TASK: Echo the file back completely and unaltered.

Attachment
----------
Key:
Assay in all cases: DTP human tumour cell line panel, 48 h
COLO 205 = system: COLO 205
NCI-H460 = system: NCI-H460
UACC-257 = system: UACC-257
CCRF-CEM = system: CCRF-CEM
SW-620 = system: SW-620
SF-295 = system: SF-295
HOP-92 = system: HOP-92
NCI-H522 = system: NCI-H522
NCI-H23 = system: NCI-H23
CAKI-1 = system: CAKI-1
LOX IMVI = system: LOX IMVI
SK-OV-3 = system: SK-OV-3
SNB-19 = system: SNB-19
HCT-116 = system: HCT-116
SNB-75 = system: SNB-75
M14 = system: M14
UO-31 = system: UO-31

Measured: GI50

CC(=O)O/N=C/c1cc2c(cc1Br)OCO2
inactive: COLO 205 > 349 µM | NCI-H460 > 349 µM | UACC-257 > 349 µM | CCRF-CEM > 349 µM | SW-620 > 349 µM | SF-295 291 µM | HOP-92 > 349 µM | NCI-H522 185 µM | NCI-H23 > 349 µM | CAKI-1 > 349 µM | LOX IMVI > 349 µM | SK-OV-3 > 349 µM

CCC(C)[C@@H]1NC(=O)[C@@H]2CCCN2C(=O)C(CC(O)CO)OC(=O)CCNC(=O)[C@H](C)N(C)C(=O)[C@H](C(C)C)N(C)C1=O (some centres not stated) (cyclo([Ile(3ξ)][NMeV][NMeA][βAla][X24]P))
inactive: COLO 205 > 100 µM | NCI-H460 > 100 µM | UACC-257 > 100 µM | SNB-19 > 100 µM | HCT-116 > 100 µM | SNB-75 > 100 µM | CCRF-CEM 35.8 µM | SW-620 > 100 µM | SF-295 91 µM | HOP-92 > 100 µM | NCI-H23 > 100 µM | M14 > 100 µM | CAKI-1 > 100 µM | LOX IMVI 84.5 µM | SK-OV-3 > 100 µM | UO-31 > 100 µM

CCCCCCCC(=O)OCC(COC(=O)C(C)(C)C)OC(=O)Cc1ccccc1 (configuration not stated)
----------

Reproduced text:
Key:
Assay in all cases: DTP human tumour cell line panel, 48 h
COLO 205 = system: COLO 205
NCI-H460 = system: NCI-H460
UACC-257 = system: UACC-257
CCRF-CEM = system: CCRF-CEM
SW-620 = system: SW-620
SF-295 = system: SF-295
HOP-92 = system: HOP-92
NCI-H522 = system: NCI-H522
NCI-H23 = system: NCI-H23
CAKI-1 = system: CAKI-1
LOX IMVI = system: LOX IMVI
SK-OV-3 = system: SK-OV-3
SNB-19 = system: SNB-19
HCT-116 = system: HCT-116
SNB-75 = system: SNB-75
M14 = system: M14
UO-31 = system: UO-31

Measured: GI50

CC(=O)O/N=C/c1cc2c(cc1Br)OCO2
inactive: COLO 205 > 349 µM | NCI-H460 > 349 µM | UACC-257 > 349 µM | CCRF-CEM > 349 µM | SW-620 > 349 µM | SF-295 291 µM | HOP-92 > 349 µM | NCI-H522 185 µM | NCI-H23 > 349 µM | CAKI-1 > 349 µM | LOX IMVI > 349 µM | SK-OV-3 > 349 µM

CCC(C)[C@@H]1NC(=O)[C@@H]2CCCN2C(=O)C(CC(O)CO)OC(=O)CCNC(=O)[C@H](C)N(C)C(=O)[C@H](C(C)C)N(C)C1=O (some centres not stated) (cyclo([Ile(3ξ)][NMeV][NMeA][βAla][X24]P))
inactive: COLO 205 > 100 µM | NCI-H460 > 100 µM | UACC-257 > 100 µM | SNB-19 > 100 µM | HCT-116 > 100 µM | SNB-75 > 100 µM | CCRF-CEM 35.8 µM | SW-620 > 100 µM | SF-295 91 µM | HOP-92 > 100 µM | NCI-H23 > 100 µM | M14 > 100 µM | CAKI-1 > 100 µM | LOX IMVI 84.5 µM | SK-OV-3 > 100 µM | UO-31 > 100 µM

CCCCCCCC(=O)OCC(COC(=O)C(C)(C)C)OC(=O)Cc1ccccc1 (configuration not stated)